The refuge in Sanctuary, by New Zealand author Andi C Buchanan, is a many-roomed house dating from the 17th century. Once a mansion, it is now in a state of disrepair, tended to by residents with inadequate funds for its proper upkeep. The refugees it shelters come in two sorts: (A) neurodivergent (autistic, ADHD, …) and/or LGBTQIA+ individuals escaping abusive backgrounds or just looking for a non-judgemental environment where they don’t stand out, and (B) ghosts.
Yes, Sanctuary is a ghost story, but an unusual one. The resident ghosts are not responsible for the horrors inflicted. In fact, it is the ghosts who are most at risk in the early parts of this story. The motley collection of eight living residents treat the ghosts with respect, and try to protect their privacy from the prying eyes of sensation-seeking ghost hunters. As the story develops, a more serious threat appears, attacking first the dead and then the living, until both sets of residents are fighting for… well, let’s not say their lives, but their continued existence is as stake.
The events leading up to that start when an elderly man arrives with a collection of old bottles. He is downsizing on his way to a retirement home, and wants to find a good home for the ghosts in the bottles. The residents, horrified at the thought of being trapped in a bottle for eons, begin freeing the captives, but in doing so, also free something unexpected and evil: a ghost eater.
The narrator is an autistic trans woman named Morgan. (I’m not sure which pronouns Morgan prefers; I’m going with they/them/their as potentially least offensive.) Morgan gives their partner Araminta a gift without realising the gift comes with strings attached. When the gift brings Araminta under the ghost eater’s power, Morgan is forced far out of their comfort zone, to do whatever is necessary to bring back the woman they love.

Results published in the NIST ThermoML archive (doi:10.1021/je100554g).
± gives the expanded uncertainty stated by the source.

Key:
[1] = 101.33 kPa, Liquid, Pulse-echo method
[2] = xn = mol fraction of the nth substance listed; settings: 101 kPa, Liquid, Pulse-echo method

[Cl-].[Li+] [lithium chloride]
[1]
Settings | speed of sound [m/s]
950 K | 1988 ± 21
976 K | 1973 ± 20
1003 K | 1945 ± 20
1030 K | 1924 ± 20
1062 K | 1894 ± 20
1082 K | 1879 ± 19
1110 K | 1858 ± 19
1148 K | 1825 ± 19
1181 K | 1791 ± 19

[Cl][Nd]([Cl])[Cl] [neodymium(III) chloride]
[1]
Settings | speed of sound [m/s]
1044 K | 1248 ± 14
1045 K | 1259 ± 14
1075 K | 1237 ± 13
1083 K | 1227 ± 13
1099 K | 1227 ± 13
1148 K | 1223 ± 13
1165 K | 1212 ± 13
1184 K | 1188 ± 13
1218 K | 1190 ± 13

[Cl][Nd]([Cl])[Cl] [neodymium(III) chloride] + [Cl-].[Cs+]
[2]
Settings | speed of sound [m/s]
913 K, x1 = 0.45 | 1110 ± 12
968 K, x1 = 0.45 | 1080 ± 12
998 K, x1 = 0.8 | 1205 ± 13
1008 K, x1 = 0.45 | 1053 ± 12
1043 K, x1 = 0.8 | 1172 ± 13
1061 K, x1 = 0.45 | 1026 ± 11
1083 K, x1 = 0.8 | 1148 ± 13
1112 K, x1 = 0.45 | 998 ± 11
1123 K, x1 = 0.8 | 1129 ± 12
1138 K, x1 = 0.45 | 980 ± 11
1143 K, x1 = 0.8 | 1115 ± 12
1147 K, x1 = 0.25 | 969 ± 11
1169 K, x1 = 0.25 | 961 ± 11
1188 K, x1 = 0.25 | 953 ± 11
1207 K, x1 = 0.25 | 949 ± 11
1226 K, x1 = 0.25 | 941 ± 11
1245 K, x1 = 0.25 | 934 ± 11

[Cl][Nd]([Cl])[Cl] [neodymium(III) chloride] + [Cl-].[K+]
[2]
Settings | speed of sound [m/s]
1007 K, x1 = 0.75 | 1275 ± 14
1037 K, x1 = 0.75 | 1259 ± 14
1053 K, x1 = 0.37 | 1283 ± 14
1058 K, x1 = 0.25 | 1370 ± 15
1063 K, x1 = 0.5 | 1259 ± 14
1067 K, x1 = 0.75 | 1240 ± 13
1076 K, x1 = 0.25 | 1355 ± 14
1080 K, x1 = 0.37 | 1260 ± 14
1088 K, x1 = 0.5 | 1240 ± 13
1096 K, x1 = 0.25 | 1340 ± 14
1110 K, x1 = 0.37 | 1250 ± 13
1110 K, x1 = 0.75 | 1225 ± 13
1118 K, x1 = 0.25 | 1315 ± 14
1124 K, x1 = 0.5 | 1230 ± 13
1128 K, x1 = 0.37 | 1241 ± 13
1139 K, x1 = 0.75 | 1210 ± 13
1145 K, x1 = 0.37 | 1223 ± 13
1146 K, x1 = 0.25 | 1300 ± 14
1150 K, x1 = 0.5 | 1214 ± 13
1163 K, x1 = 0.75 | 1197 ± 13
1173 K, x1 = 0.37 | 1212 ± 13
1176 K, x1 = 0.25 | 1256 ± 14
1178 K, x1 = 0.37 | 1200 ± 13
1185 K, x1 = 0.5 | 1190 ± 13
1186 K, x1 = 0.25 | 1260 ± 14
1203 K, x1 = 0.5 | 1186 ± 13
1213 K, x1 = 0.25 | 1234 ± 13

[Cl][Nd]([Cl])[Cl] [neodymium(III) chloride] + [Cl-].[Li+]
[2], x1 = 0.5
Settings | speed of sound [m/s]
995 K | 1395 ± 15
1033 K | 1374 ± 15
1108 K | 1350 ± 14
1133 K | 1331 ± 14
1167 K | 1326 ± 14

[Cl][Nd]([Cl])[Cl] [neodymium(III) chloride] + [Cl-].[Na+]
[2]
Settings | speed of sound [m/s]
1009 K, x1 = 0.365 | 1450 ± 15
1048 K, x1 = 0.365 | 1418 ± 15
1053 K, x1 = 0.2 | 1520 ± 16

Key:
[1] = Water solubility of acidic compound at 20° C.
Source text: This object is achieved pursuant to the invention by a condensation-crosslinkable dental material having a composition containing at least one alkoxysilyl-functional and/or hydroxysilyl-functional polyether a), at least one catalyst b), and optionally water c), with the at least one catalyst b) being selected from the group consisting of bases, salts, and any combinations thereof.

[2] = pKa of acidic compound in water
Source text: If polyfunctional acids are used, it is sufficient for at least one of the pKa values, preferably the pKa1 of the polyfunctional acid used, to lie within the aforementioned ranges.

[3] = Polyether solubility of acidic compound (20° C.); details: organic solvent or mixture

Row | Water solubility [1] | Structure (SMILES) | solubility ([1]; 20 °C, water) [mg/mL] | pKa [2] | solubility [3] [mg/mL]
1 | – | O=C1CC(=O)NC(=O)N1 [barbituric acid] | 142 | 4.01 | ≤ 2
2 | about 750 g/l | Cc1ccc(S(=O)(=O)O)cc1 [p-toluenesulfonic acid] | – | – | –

Sanctuary is a lovely story of a found family, a collection of damaged misfits who discovered a place where they belong. The residents have different strengths and weaknesses, and conflict does happen, but they all work to accomodate each other, although some of the ways they work together might be a bit baffling to more neurotypical people. I particularly enjoyed one scene where they are gathered in one room but to all appearances isolated in individual bubbles, as each one is focused on their own electronic device. Morgan, however, is experiencing a strong sense of family togetherness and support as they all participate in a group chat, because all of them are less stressed by text than by speech.
Sanctuary is also an introspective and character-driven story, with the first half mainly introducing the residents, both living and dead, and immersing us in an autistic person’s psyche. The plot, such as it is—thin and without surprises—doesn’t really get moving until the second half. This isn’t necessarily a problem, if you understand going into it that the author’s focus is on the people involved and their relationships, not action.
There are a few problems: It should have had another proofreading pass before publication. (I’m usually tolerant of a few typos—I have to be; I make enough myself—but there was one glaring continuity error that made me wince.) A lot of character names are introduced, and it takes a while to get them all sorted out. (Wait, which one is Joseph again? Is he alive or dead? A score card or cast of characters would have been helpful.) And parts of the climactic action sequence were quite vague. (I have no idea how long that confrontation with the ghost eater went on. Minutes? Hours? Days? Probably not days… My confusion wasn’t helped by Morgan’s narration going off on tangents in the middle of it, although I suppose that’s part of the point: their strategies for coping with stressful situations are not typical.)
Problems aside, I loved the story, both for its insights into Morgan’s heart and mind and for its depiction of a cohesive, supportive family bound not by blood ties but by shared needs and the values of kindness and empathy.